Sometimes there’s the issue of competency, and that has to be addressed. We’ve really streamlined [the competency evaluation process] in Cumberland County, and we can really turn that around very fast. Sometimes there’s a real question about criminal responsibility — whether the state can prove the case against them. If they were in a psychotic state at the time they committed the crime, they’re not going to be able to prove they acted intentionally, knowingly, recklessly or negligently. There are so many more issues involved with a person with a mental illness.

Why is it called the languishing committee?

What exactly is “languishing”? We’re not just talking about someone who’s got a mental illness and is sitting in his cell. We’re talking about people who stop eating, they won’t wear clothes, who may be smearing feces all over the cell. They’re howling, they won’t take medicine, assuming the jail has that medicine on their protocol. It’s a bad situation, certainly for the jail personnel, certainly for the defendant and for the other people who are in the jail.

Every case should be expedited. Every defendant has a right to a speedy trial. But these cases in particular? It’s cruel to keep a person with mental illness incarcerated.

Do you have an example of how flagging these cases for a closer look changed a defendant’s path through the justice system?

The case that sticks in my mind was a person who was being housed at the Cumberland County Jail from another county, and let’s just say he was not doing well — at all. We were notified that this situation was happening — the judge in the county where the case was pending, and the prosecutor and the defense lawyer immediately got involved. [The lawyers] had a conference with some people from the Department of Health and Human Services, and ultimately — when I say ultimately, I say almost immediately — the person was given an appropriate place to live where he hopefully will be for a long time, and the prosecutor dismissed the charges.

That all happened about three months before this person was scheduled for a dispositional conference. All that time he would have been at the jail, and then who knows what would have happened. So it’s really about communication.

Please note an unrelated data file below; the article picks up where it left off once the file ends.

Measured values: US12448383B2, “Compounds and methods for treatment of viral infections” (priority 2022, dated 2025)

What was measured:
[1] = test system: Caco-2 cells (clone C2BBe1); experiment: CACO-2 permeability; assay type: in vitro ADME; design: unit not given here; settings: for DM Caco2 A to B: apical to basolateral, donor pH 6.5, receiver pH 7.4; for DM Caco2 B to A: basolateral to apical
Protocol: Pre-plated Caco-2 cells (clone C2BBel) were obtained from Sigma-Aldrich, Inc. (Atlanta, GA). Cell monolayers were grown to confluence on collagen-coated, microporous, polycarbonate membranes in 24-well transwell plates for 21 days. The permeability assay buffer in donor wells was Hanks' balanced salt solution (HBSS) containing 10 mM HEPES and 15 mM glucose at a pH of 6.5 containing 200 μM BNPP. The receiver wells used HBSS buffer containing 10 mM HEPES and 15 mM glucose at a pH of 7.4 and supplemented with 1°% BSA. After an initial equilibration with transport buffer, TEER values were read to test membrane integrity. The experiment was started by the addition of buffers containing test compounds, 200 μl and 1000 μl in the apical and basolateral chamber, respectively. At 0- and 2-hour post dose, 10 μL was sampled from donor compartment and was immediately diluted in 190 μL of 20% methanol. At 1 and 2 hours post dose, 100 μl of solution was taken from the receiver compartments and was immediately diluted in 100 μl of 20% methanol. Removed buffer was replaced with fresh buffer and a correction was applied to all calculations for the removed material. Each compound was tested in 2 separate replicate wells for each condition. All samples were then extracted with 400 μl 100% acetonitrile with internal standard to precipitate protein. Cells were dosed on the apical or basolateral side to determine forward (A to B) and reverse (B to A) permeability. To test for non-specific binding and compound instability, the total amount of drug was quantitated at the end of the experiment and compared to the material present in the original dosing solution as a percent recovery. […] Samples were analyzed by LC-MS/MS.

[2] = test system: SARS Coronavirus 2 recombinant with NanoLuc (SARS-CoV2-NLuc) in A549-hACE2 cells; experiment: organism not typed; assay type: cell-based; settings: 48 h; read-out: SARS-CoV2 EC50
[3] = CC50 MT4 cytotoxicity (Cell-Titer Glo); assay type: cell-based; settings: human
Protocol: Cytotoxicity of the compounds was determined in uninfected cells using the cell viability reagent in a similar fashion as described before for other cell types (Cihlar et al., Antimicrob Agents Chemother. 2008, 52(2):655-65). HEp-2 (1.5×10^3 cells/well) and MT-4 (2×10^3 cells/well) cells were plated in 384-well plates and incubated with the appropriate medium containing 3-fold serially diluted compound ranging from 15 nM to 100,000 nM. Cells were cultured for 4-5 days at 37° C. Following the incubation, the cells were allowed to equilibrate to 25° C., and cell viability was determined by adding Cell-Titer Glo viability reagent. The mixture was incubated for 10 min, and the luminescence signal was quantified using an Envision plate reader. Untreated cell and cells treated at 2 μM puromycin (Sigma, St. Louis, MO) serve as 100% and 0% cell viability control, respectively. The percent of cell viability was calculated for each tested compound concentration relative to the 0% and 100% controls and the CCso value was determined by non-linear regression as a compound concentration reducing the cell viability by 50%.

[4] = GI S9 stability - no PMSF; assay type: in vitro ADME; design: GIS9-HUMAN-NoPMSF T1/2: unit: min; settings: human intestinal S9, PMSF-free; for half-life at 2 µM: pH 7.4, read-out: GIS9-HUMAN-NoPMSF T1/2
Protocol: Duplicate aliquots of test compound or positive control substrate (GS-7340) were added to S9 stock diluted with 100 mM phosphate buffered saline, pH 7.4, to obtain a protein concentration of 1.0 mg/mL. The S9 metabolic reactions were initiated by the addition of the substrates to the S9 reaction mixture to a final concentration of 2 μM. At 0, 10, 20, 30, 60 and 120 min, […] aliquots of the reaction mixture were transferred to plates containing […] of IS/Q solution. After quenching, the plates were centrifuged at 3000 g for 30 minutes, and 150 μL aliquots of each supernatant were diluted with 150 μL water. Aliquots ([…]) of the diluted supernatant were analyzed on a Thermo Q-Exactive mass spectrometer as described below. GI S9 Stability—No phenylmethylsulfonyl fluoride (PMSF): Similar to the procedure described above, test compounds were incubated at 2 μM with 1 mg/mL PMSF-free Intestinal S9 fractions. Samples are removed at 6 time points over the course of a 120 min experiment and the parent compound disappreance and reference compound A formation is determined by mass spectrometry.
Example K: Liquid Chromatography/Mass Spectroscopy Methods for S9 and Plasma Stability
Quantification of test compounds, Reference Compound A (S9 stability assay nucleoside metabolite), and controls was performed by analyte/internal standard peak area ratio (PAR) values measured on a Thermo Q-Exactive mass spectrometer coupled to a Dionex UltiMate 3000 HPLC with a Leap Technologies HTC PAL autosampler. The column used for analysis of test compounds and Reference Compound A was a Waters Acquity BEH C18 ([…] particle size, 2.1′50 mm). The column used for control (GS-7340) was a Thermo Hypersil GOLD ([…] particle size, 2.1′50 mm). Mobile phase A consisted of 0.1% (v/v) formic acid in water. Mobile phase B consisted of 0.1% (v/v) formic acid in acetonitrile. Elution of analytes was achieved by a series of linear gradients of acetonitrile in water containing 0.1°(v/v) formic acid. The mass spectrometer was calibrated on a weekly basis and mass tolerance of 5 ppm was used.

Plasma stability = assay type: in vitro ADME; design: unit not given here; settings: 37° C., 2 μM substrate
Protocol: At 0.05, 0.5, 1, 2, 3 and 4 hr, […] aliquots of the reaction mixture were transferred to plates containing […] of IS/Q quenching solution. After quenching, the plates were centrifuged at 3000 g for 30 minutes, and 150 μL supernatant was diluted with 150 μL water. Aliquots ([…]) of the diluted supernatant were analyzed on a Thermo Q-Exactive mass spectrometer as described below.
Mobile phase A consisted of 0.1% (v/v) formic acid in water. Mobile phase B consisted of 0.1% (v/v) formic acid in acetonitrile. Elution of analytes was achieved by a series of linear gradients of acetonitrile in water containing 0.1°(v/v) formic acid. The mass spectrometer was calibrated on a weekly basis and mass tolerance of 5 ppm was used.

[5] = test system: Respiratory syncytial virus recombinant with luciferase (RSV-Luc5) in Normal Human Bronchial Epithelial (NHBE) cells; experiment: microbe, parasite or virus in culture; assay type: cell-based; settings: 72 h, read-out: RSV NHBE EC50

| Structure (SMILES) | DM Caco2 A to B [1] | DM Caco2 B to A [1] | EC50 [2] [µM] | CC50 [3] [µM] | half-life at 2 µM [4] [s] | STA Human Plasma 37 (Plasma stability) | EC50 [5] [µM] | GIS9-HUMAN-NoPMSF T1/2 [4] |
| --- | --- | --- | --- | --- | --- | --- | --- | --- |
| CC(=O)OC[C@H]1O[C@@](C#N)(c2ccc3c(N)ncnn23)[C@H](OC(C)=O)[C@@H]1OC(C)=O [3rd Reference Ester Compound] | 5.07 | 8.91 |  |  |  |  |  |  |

Where do you run into the most obstacles finding options for defendants with mental illnesses so they don’t stay in jail?

Housing is the hardest thing. Whether it’s supported housing, a group home, whether it’s just someplace to live, whether they can afford an apartment. It’s the hardest nut to crack.

What solutions are beyond your power as a judge that would improve the delivery of justice for, specifically, people with mental illness? Whose responsibility is it to create them?

There’s some legislation to get more crisis beds. That’s what I meant about having the right people at the table. [State] Rep. Rachel Talbot Ross has come to the languishing committee, and she’s been helpful in terms of legislation. But things like that are something that the languishing committee can put in motion. Obviously, [creating more mental health resources] is up to the Legislature and the executive branch — that’s not something the judicial branch can be in charge of.

There are a lot of things that have no fiscal note. The mental health docket, no fiscal note. Languishing committee, no fiscal note. Actually, we opened the Co-Occurring Disorders Court, and we originally had no funding.

It’s great to have, as I said, blue ribbon commissions and study panels and to apply for grants. But at some point, sometimes you’ve just got to do it yourself, without any money, and think differently and break down the silos. That’s what’s great about the languishing committee. Everyone we need is there.

Maine passed a law in 2014 to allow county jail inmates awaiting trial to receive mental health treatment inside the Intensive Mental Health Unit at the Maine State Prison if there isn’t an available bed at Riverview Psychiatric Center, the state forensic hospital. What are your thoughts about the use of the IMHU to treat criminal defendants?

It’s a better alternative than keeping somebody at a jail that needs help, in my view. But the critics who say, “This is a person who needs a hospital”? They’re correct.

A lawyer recently told me, “It’s just a hospital in the middle of a state prison.” Is that wrong?

There’s no question it’s a state prison. Where people — there are locked cells, and there are guards. It’s not the same as being in Maine Medical Center. But you know, when you keep saying the reality of the situation — I think Winston Churchill said [along the lines of]: Sometimes it’s not enough to do what’s right, you have to do what’s necessary. And that phrase goes through my mind a lot. Because when you have a crisis, you have to do what’s necessary.

Questions? Email

Callie Ferguson

Callie Ferguson is an investigative reporter for the Bangor Daily News. She writes about criminal justice, police and housing.